Good & Fiery

Good & Fiery

I should start by saying that I am a real wimp when it comes to spicy foods.  I can't take too many Hot Tamale candies before I start thinking "These must really appeal to masochists."  When I go to a Thai restaurant, I order one or two stars.  Just to frame the discussion that follows.

If you are a fan of spicy foods, you may be able to get more enjoyment out of Good & Fiery.  But I kind of doubt it.

This is the latest new thing from the people who brought us Good & Plenty.  I like Good & Plenty a lot.  I even like Good & Fruity, although I liked them better in their original form - candy coated red licorice - than the jelly beans that they are now.  

Good & Fiery is billed on the box as a "Sweet & Spicy Chewy Candy," which is suitably vague.  I was intrigued by the promise of fruit flavors combined with "spicy."  The flavors are listed on the box as Lemon, Orange, Apple, and Cinnamon.  I pictured something like a combination of a Hot Tamale and a Skittle.  Interesting, right?


I was barely able to discern any fruit flavor in these whatsoever.  The only thing I could really discern was burning.  The yellow ones burned and tasted a little bit like Pledge furniture polish.  The orange ones burned and tasted a little bit like baby aspirin.  I was completely unable to distinguish between Apple and Cinnamon, both of which tasted like burning, and both of which are red.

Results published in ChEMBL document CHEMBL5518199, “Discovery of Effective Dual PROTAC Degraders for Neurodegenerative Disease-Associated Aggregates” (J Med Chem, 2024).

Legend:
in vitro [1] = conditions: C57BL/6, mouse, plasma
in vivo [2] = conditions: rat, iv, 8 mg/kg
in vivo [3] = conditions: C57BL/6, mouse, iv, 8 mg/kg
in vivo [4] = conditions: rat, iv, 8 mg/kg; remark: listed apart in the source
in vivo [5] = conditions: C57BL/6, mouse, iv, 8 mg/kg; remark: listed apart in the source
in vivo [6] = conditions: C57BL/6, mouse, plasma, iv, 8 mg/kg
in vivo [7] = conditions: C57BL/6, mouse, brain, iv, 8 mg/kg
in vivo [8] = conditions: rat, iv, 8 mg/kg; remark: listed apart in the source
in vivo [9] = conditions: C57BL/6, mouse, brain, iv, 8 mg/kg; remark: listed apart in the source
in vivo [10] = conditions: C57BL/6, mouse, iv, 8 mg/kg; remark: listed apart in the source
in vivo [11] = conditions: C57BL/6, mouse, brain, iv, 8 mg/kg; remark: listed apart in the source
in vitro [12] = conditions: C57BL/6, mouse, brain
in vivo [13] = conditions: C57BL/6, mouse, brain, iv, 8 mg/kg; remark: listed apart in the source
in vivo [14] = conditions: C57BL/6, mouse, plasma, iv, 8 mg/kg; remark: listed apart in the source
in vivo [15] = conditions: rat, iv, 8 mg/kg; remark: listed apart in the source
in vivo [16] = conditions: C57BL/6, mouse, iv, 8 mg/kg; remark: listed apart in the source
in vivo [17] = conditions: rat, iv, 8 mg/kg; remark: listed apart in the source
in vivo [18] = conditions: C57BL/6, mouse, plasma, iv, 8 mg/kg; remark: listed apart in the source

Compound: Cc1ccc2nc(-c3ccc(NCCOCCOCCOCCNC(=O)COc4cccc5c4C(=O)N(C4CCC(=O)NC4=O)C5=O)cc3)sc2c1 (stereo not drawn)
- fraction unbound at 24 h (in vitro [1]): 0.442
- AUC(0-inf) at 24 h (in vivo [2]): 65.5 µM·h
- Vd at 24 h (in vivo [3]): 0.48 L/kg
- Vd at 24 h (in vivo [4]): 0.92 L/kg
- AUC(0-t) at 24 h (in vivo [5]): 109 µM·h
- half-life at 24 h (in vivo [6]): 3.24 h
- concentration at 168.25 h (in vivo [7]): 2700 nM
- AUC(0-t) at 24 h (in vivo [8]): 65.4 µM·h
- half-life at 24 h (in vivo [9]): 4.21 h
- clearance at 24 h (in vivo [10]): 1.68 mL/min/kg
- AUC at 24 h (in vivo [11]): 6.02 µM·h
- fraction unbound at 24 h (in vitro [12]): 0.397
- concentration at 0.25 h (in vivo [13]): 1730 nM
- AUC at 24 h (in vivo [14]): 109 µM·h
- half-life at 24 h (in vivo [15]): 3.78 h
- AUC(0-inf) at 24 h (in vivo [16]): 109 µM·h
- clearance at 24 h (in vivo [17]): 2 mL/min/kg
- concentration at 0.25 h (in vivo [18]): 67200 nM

Are these really all that hot?  Like I said, I'm a wimp with spicy foods.  And it's not like they print the box with the Scoville units.  But I can tell you this: after my first tentative tasting of only three little Good & Fiery candies at once, I felt a flush spread across my face.  When I tasted three little orange ones immediately afterwards, sweat broke out on my forehead.

At one point I unwisely crammed a whole handful into my mouth.  I did this for you, dear readers, for the all-important "How do all the flavors work together?" test.  I can't tell you how the flavors worked together.  All I can tell you is that I ended up literally flapping my hands in the air in distress.

If you were one of those kids in high school who liked sucking on toothpicks dipped in cinnamon oil, then this may be the candy for you.  However, be warned: after the burn fades, what's left is a peculiarly unpleasant, oily, chemical-tasting after-effect.  It's truly horrible, like what you might get after having lunch cooked up in a test tube in a chemical lab.  

Put simply, there's nothing good about these.  If you want hot and sweet, try Hot Tamales.  If you just want that super scorching sizzle, get some red Warheads.  If you want fruity, get a box of Mike & Ike.  There's simply no reason to buy these, even though the box looks really really cool.